Within this study both groups increased their passive and active ROMs, although the Microstretching group had the greater improvements in both active and passive ROMs. Both groups recorded greater increases in active rather than passive ROM. Part of this is a result of the anatomic makeup of the hip joint; the maximum abduction in the hip joint alone is 45 degrees (13). When the leg is abducted beyond 50 degrees, the pelvis and the spine compensate and the dancer rotates the hip so it no longer is abducting but flexing in another plane (16). Consequently, corrected angles and absolute angles were taken to see the differences that could result from compensatory techniques that dancers use to get the appearance of extra ROM. Data reported that absolute ROMs increased to a greater extent than corrected, indicating that compensatory techniques were used by participants.
The most interesting aspect of the study was the greater increase in active ROM compared to passive ROM by the intervention group; this was evident in both absolute and corrected ROMs. This suggests that adaptation has occurred within the muscle itself to a greater extent than structures of the hip joint. This gives credence to Apostolopoulos's theory (2) that the specified low intensity and positioning of the stretches allows adaptation to occur within the muscle structure by depressing the response of the sympathetic nervous system and dampening the muscle spindles and Golgi tendon organ. It also could be hypothesized that the intervention group had improved the reciprocal inhibition within the hamstring muscle group, thereby allowing greater ROM through reduced resistance to hip flexor action. Apostolopoulos (2) implies that when an individual carries out Microstretching training properly, the integrity of the connective tissue and muscle is maintained and the exercisers can develop a “flexibility reserve.” This, according to Apostolopoulos (2), is the development and storage of an increased ROM in the musculoskeletal system that enhances performance by allowing movements to be executed without excessive tension, decreasing the resistance of the extended muscles and serving as a safeguard against injury. However, because Apostolopoulos has failed to produce clinical evidence-based research into the process and only suggested why and how Microstretching works based on assumptions using physiological facts and knowledge into the mechanisms of the technique, further in-depth research is required on claims of significantly decreasing healing times and scarring in muscle tissue.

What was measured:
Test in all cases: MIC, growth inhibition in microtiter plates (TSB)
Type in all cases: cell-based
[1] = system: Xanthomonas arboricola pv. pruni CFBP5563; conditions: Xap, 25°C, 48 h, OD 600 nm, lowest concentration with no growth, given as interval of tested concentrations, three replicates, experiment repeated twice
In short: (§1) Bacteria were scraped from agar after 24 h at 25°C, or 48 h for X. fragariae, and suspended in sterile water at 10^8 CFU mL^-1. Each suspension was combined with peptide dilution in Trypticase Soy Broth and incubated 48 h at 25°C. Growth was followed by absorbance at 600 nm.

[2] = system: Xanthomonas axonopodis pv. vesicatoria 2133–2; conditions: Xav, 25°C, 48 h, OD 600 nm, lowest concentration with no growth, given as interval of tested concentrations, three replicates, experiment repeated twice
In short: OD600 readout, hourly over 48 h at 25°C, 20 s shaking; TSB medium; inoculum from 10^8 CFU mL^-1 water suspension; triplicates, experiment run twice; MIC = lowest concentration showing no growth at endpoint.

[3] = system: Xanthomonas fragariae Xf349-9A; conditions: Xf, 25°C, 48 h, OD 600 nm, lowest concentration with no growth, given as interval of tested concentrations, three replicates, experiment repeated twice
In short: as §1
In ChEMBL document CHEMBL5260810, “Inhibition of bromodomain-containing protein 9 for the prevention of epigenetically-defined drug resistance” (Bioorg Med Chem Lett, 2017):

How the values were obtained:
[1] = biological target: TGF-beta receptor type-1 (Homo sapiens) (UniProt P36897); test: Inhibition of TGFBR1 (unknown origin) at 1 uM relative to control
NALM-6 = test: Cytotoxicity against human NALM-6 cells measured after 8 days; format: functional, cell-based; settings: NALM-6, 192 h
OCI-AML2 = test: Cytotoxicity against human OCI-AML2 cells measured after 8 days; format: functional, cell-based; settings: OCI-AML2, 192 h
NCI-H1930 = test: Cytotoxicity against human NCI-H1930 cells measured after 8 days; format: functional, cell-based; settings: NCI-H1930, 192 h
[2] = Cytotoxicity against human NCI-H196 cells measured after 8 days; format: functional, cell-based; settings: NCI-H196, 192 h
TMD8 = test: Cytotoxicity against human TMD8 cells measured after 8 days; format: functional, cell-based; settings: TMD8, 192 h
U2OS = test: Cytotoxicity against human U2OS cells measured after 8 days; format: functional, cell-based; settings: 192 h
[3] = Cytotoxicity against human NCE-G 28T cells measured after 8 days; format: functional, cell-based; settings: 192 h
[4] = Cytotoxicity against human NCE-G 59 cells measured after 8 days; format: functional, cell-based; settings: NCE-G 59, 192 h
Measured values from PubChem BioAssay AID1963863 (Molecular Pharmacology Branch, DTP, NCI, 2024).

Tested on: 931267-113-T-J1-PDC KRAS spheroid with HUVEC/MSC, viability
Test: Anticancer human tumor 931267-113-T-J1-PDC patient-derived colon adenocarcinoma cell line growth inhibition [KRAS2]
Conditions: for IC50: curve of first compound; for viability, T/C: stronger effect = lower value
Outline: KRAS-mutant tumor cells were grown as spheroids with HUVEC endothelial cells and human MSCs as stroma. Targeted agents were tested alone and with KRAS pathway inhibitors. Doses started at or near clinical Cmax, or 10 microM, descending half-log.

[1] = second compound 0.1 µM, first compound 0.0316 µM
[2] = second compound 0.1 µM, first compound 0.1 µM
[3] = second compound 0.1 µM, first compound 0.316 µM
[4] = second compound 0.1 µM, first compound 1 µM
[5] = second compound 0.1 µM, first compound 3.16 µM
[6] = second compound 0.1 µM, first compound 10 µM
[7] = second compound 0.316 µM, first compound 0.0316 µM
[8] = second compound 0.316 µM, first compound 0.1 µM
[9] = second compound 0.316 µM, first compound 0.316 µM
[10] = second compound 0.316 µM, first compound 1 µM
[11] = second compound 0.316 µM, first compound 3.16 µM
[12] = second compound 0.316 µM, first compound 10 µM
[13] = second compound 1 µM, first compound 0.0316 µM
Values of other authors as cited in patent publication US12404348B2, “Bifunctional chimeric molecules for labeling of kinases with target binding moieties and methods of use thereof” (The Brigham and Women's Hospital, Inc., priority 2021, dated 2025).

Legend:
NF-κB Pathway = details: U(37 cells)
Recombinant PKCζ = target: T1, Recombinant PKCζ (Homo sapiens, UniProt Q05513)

In conclusion, in the present study Microstretching has been shown to develop a greater range of motion in the hip joint than static stretching over a 6-week intervention period. The greatest increases were noted for active ROM, suggesting that the adaptation occurred within the musculo-tendon unit rather than the structures of the joint capsule.
The utilization of Microstretching as part of an athlete's/dancer's regimen seems beneficial, although the present study has not answered some of Apostolopoulos's other claims.2 The exercises should be carried out 2 hours posttraining with an emphasis on body stability and low-intensity exertion.
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